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Survival statistics for Hodgkin lymphoma
Survival statistics for Hodgkin lymphoma (HL) are very general estimates and must be interpreted very carefully. These statistics only tell you about outcomes for groups of people. They cannot be used to predict a particular person’s chances of survival.
There are many different ways to measure and report cancer survival statistics. Your doctor can explain the statistics for HL and what they mean to you.
Net survival represents the probability of surviving cancer in the absence of other causes of death. It is used to give an estimate of the percentage of people who will survive their cancer.
In Canada, the 5-year net survival for Hodgkin lymphoma is 86%. This means that, on average, about 86% of people diagnosed with Hodgkin lymphoma will survive for at least 5 years.
Relative survival looks at how likely people with cancer are to survive after their diagnosis compared to people in the general population who do not have cancer, but who share similar characteristics (such as age and sex).
Survival by stage
Survival varies with each stage of HL. The following factors can also affect survival for HL.
- Generally, the earlier HL is diagnosed and treated, the better the outcome.
- Tumour bulk refers to the size of the cancer. Low tumour bulk means smaller tumours. Low tumour bulk results in a better outcome.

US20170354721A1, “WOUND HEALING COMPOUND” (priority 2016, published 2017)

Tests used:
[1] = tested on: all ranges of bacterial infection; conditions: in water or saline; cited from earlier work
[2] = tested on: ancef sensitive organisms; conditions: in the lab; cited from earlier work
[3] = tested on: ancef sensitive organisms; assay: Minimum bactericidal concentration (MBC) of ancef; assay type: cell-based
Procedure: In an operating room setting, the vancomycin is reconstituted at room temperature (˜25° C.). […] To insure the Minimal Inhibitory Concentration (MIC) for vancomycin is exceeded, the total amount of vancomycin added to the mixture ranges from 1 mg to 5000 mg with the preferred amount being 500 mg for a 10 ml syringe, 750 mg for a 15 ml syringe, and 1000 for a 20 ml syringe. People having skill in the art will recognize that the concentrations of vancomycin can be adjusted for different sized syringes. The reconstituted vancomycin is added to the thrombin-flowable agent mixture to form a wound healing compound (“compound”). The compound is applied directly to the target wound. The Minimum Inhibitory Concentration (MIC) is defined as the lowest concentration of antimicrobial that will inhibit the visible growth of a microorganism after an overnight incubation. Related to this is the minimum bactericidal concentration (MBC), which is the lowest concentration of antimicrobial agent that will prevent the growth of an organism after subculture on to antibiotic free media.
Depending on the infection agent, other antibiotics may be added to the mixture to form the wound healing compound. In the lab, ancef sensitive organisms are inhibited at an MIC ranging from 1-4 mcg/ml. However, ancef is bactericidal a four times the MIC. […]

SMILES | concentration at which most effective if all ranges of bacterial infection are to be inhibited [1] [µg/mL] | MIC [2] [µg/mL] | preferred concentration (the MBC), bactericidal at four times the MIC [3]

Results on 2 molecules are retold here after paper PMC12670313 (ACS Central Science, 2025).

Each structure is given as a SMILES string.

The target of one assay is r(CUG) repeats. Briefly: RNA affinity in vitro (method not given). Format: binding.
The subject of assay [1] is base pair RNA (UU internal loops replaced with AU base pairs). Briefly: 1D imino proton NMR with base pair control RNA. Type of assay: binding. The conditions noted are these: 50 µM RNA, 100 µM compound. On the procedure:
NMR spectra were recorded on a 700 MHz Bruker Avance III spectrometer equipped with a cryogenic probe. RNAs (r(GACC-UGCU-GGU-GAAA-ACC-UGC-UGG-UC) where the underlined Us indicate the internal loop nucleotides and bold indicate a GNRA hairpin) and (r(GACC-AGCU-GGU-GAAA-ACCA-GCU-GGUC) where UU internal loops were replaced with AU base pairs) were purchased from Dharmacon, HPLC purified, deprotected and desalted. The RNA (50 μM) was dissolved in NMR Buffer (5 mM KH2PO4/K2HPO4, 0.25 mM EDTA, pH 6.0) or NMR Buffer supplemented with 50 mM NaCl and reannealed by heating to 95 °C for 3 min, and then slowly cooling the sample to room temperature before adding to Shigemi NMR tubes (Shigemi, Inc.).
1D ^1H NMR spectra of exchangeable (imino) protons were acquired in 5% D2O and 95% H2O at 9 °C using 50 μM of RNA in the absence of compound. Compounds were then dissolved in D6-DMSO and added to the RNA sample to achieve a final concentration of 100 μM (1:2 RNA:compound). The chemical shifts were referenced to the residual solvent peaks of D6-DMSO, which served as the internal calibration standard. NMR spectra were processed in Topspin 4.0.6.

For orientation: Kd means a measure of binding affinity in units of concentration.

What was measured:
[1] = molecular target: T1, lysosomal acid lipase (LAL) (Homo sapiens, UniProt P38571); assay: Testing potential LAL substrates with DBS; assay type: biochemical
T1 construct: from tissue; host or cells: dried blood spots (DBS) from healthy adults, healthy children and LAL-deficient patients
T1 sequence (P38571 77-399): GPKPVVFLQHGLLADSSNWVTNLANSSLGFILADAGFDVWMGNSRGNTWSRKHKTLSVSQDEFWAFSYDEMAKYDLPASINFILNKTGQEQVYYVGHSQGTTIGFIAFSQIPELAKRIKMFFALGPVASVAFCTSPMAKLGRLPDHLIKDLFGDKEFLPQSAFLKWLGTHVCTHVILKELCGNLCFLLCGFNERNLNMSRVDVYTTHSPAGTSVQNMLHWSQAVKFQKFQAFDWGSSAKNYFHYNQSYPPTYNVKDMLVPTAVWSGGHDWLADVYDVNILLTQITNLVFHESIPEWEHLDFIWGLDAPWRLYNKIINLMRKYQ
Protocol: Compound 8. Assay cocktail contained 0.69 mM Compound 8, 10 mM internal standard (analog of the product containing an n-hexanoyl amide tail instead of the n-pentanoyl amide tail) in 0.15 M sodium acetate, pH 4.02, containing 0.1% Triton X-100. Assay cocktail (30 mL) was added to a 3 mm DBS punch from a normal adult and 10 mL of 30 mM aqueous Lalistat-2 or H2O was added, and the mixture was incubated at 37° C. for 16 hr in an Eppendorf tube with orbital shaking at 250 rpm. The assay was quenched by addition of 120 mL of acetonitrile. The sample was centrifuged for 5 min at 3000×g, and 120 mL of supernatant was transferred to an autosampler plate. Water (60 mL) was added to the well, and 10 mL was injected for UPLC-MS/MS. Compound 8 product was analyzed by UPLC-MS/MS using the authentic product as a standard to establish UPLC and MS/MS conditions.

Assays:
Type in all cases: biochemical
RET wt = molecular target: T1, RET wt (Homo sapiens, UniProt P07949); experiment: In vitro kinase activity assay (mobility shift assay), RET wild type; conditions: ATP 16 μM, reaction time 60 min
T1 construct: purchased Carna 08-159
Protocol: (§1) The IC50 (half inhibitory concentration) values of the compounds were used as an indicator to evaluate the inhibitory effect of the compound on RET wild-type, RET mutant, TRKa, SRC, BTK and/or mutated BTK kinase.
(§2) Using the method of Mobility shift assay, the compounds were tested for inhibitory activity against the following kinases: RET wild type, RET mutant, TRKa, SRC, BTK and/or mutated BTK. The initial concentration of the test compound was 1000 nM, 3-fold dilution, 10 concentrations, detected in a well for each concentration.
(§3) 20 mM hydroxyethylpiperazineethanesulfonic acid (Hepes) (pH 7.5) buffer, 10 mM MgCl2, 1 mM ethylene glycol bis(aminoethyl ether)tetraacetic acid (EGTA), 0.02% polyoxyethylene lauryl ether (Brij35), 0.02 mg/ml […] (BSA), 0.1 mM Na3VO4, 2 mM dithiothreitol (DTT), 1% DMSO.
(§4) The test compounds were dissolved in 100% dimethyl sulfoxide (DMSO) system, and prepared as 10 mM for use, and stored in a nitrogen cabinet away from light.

- The absence of B symptoms results in a better outcome. (B symptoms are specific symptoms that affect the whole body.)
- Overall, HL is very responsive to treatment.
|Stage||5-year relative survival|
The International Prognostic Score (IPS) for advanced disease (stages 3 and 4) is based on 7 unfavourable (adverse) risk factors that are present at the time of diagnosis. These are based on the stage, age, sex, hemoglobin levels, albumin levels, white blood cell count and lymphyocyte count. Survival can vary with the number of these factors.
|Number of adverse factors||5-year overall survival|
5 or more
Questions about survival
Talk to your doctor about your prognosis. A prognosis depends on many factors, including:
- your health history
- the type of cancer
- the stage
- certain characteristics of the cancer
- the treatments chosen
- how the cancer responds to treatment
Only a doctor familiar with these factors can put all of this information together with survival statistics to arrive at a prognosis.